Undoing most of the gains reaped yesterday, the benchmark Indian indices languished in the red for the entire session today. While the BSE Sensex closed lower by around 105 points (down 0.6%), the NSE Nifty lost around 35 points (down 0.7%). Weakness was also seen in the BSE Midcap index that closed 0.6% lower. However, the Smallcap index managed to buck the trend and closed 0.4% higher. The BSE auto and technology indices were the only gainers today with gains of 0.7% and 0.8% respectively.
Other Asian indices largely closed in the negative today while the European indices have also opened in the red. The rupee was trading at Rs 46.63 to the dollar at the time of writing.
Regulators globally have acknowledged the farsightedness of the RBI in terms of ensuring Indian banks preparedness to counter economic stresses. Other regulators in Asia had also tightened the norms to make provisions for higher NPAs after the Asian crisis. But the provisioning stance remained reactive to shifts in the business cycles. That is, they tended to be low ahead of crises and rise sharply as losses mount.
The Reserve Bank of India, in its 2QFY10 monetary review, had asked banks to ensure that they have 70% loan loss coverage ratio. While many banks have coverage close to the regulatory norm, many large lenders like SBI, ICICI Bank and Canara Bank had levels much below the prescribed norm. Banks had sought some flexibility in computing coverage ratio to include technical write-offs made by them for bad loans. While the same may be accommodated, we believe that Indian banks could stay globally competitive if they comply with better governance.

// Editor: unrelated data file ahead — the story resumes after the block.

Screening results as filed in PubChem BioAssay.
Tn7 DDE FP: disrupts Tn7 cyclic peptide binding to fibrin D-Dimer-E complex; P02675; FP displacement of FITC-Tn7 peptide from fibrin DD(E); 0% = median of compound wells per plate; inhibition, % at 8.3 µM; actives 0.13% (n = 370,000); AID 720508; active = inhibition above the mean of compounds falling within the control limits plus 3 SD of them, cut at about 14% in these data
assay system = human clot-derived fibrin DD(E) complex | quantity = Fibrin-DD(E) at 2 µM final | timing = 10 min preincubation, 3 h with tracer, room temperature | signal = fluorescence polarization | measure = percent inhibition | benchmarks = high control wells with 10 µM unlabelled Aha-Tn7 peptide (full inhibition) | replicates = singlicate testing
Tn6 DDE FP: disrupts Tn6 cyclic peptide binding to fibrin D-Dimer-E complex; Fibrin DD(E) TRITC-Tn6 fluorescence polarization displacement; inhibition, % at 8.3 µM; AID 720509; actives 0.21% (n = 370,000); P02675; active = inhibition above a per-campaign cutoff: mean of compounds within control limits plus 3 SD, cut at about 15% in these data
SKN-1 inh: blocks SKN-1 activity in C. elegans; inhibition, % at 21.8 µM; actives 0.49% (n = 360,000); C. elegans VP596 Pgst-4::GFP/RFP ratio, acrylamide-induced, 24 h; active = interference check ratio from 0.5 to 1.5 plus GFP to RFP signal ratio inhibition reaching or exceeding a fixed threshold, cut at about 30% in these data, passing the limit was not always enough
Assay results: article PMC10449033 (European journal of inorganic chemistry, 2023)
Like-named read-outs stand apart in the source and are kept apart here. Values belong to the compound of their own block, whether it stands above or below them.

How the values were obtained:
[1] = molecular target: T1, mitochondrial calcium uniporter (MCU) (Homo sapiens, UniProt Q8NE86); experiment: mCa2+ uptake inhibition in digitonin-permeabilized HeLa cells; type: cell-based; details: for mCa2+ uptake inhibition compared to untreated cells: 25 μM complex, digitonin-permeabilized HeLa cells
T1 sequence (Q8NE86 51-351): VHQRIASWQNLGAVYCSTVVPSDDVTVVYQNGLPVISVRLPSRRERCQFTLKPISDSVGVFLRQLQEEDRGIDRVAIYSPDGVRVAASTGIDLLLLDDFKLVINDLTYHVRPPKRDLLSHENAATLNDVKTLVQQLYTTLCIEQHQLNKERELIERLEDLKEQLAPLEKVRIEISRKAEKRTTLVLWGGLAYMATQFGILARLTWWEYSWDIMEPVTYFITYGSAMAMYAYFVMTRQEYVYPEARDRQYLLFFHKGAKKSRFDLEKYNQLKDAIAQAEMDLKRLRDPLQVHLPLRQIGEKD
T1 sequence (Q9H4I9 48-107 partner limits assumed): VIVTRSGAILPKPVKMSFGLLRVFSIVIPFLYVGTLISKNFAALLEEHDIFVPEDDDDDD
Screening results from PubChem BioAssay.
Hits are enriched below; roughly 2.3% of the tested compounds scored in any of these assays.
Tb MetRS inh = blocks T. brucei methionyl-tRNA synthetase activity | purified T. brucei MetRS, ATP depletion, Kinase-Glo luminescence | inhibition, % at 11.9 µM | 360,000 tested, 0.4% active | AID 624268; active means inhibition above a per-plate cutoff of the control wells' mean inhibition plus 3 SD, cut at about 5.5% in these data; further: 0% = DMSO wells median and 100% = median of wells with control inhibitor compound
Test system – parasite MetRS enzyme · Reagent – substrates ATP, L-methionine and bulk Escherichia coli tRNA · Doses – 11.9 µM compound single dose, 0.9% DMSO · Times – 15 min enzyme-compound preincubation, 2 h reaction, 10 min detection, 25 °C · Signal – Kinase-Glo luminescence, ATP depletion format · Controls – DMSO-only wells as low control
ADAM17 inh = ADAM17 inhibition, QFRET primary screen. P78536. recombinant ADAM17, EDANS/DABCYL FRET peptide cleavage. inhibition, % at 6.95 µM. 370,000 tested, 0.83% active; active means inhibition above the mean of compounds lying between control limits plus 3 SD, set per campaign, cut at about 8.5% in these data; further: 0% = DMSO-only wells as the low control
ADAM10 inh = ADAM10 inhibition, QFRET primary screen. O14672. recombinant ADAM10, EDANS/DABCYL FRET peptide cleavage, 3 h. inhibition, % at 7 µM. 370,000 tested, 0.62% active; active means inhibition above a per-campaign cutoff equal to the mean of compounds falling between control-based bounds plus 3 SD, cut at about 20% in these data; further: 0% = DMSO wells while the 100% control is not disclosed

Telecom stocks that have had a good run on the bourses for the past few sessions seemed to be on the profit booking counter today. India's telecom tower industry which is set for a wave of consolidation has seen several small and medium sized firms opting for mergers or alliances to take on larger rivals and hasten rollouts in the face of rising demand. India's position as the fastest growing wireless market in the world has attracted several global players such as UK's Vodafone Plc, Japan's NTT DoCoMo and UAE's Emirates Telecommunications Corp (Etisalat). While the recent investor optimism about telecom stocks has been on the back of the impending 3G auctions, we believe that the new entrants could face stiff competition in terms of margin retention going forward.
After several Indian textile companies having forayed into multi-national joint ventures and unrelated businesses that burdened their balance sheets with heavy leverages, many are on a corrective mode these days. Home textile major Alok Industries is one of them. Two years after it entered the realty space by signing one of the largest land deals in the country, Alok Industries has decided to withdraw from this segment by 2012. It plans to come out of its realty projects by then and concentrate on the core textile business. The company wants to bring back the investment made in realty to partly pay its existing debt, which is around Rs 70 bn. It may be noted that Alok Infrastructure, the wholly-owned subsidiary of Alok Industries, had inked a deal worth Rs 11 bn with the Ashok Piramal group's Peninsula Land for the Dawn Mills at Lower Parel in Mumbai in 2007. However, the unsustainable debt burden has forced the company to reorganize its business. We believe that this move will help the company improve its growth and margins going forward. The stock of Alok Industries closed 6% higher today while its peer Welspun India closed marginally in the red.